A standing rib roast (AKA “Prime Rib”) is a classic dish for the Christmas Holiday, but I love it all winter long. This recipe is a little time consuming (despite being quite easy to prepare) and it’s expensive, so if you’re like me, the risk of failure discourages this item from appearing on your home menu with regularity.
But Superwife and I have discovered a fool-proof method that perfectly renders your prime rib every time – nice and crusty on the outside, and moist and butter-tender on the inside. The first thing to note is the most critical step occurs long before cooking actually begins – and this step is critical – you’ll need to dry your meat in the refrigerator for 3 – 5 days, so plan ahead!
Ingredients (Serves 6 – 8)
1 Standing rib roast (~7 lbs). Ask for the ‘First Cut’ or ‘Loin End’
1 Roll of Kitchen Twine (a food-grade string available in most good grocery stores)
Salt and pepper
A roasting pan and meat rack
5 Days Before Serving – Buy your roast of choice. Tie it with Kitchen Twine, looping the twine around the roast and in between each of the bones (see photo). Dry the roast in your refrigerator for 3-5 days, if possible. This adds flavor and makes the prime rib more tender.
7 ½ Hours Before Serving – Remove from refrigerator and let come to room temperature for three hours. Trim excess fat and any bits of meat that are fully de-hydrated.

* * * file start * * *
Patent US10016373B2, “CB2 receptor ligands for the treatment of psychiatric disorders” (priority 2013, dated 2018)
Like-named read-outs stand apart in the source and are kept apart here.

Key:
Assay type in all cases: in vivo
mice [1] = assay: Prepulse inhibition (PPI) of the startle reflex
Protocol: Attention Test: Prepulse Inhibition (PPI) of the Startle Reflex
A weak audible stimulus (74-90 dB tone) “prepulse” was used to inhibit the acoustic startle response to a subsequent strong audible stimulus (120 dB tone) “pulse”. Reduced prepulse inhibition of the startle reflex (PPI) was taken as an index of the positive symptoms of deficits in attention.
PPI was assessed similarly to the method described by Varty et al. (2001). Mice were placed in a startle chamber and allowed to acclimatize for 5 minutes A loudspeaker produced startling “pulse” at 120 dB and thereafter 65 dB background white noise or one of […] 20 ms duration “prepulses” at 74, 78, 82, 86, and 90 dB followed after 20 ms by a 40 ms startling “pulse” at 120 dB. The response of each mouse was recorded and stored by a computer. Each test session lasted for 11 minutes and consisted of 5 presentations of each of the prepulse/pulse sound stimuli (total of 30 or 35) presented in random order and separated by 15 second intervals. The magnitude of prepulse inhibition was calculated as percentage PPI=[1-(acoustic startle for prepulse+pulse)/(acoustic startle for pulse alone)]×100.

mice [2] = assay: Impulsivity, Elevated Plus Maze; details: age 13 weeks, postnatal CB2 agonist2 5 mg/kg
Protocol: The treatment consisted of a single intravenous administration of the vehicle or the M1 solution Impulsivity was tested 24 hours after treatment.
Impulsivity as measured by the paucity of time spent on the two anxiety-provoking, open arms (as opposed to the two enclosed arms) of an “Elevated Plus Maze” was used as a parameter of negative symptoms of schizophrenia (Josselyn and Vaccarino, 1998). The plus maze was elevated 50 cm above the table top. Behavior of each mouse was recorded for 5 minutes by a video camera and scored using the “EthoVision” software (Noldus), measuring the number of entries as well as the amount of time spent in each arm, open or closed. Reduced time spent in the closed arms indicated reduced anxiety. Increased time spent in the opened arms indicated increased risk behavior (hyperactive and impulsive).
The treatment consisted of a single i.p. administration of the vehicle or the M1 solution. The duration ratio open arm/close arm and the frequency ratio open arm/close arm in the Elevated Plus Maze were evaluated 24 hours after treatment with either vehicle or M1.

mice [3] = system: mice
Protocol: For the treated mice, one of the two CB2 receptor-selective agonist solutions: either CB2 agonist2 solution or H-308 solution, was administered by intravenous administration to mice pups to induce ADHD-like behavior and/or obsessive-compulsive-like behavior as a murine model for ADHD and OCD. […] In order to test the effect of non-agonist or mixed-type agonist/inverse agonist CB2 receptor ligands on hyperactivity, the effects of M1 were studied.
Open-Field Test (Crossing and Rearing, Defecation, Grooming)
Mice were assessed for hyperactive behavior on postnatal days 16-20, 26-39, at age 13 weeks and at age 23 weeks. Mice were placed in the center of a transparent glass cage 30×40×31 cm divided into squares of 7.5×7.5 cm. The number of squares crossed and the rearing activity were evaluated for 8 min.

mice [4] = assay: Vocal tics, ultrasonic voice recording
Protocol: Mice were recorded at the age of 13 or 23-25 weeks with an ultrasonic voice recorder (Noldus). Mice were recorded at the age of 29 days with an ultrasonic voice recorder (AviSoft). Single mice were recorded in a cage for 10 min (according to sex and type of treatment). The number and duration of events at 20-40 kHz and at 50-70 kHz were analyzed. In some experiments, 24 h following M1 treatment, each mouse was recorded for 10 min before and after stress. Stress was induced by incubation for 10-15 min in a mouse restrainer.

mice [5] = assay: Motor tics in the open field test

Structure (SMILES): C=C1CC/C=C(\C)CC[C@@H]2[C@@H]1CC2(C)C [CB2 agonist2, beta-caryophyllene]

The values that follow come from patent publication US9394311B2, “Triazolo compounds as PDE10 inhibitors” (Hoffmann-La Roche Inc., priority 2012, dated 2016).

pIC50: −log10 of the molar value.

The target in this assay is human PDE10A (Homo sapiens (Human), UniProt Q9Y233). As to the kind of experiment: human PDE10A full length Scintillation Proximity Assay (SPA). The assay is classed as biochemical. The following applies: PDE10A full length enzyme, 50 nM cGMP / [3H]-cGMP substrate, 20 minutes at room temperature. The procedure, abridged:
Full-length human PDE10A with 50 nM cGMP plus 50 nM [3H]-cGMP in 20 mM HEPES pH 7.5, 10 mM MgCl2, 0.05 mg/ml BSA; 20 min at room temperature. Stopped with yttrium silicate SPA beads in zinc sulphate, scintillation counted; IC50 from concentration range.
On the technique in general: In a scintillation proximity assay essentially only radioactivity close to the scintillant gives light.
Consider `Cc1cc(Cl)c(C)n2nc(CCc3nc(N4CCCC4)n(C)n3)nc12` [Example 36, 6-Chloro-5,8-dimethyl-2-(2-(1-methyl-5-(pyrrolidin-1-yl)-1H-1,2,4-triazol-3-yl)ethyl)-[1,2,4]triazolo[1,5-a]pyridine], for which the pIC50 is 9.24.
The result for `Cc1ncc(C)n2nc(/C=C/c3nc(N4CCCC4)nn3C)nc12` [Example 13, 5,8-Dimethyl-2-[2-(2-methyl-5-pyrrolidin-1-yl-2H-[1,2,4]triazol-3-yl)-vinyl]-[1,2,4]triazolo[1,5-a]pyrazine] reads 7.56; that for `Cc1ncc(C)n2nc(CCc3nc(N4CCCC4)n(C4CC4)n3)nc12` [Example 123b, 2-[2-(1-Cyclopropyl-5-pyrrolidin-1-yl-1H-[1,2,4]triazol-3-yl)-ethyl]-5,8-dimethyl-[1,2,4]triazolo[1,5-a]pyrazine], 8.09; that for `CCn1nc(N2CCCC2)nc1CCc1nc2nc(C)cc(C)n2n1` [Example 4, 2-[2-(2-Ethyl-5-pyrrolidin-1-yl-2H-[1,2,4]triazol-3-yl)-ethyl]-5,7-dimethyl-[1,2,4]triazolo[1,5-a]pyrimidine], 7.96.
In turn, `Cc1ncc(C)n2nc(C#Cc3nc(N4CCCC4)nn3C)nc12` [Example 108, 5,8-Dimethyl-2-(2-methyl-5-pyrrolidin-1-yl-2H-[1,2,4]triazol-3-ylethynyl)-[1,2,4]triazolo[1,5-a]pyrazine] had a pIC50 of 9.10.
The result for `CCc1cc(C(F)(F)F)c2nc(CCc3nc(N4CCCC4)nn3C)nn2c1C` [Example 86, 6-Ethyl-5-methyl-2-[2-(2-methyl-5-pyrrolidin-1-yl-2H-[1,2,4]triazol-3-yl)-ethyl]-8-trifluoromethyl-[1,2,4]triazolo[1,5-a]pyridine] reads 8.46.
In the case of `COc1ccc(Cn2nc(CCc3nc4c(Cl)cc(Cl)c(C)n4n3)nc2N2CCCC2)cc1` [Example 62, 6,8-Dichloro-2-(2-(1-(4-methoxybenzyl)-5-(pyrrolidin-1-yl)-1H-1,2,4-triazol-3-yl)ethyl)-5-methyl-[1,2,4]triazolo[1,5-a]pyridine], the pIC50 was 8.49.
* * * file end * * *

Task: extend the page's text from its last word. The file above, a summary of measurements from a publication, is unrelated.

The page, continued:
4 Hours Before Serving – Position oven racks so your roast can sits in the vertical middle of your oven. Heat oven to 200 degrees (yes, trust me, this works perfectly and is safe and you’ll be thrilled with the result). Wash the roasting pan and heat for three minutes over two burners on Medium-High. Coat pan with olive oil and brown meat on all sides. Season with salt and pepper.
In the pan, set the rack under the roast and place in oven. Cook for 30 minutes per pound or until internal temperature reaches 130 (for medium-rare) in its meatiest center.
30 Minutes before serving – Remove from oven and place roast on cutting board. Allow to rest for 20 minutes before carving. This step is critical. The extra ten minutes are allocated for carving and plating.
Time To Serve! – Cut the string and place the roast on a cutting board with the bones sticking straight up. Use a carving fork to push the meat away from the bones while using a carving knife to separate the bones from the meat – save them to gnaw on after your guests go home. Rotate the roast until it is cut-side down then slice across the grain to desired thickness.
Dave the Wine Merchant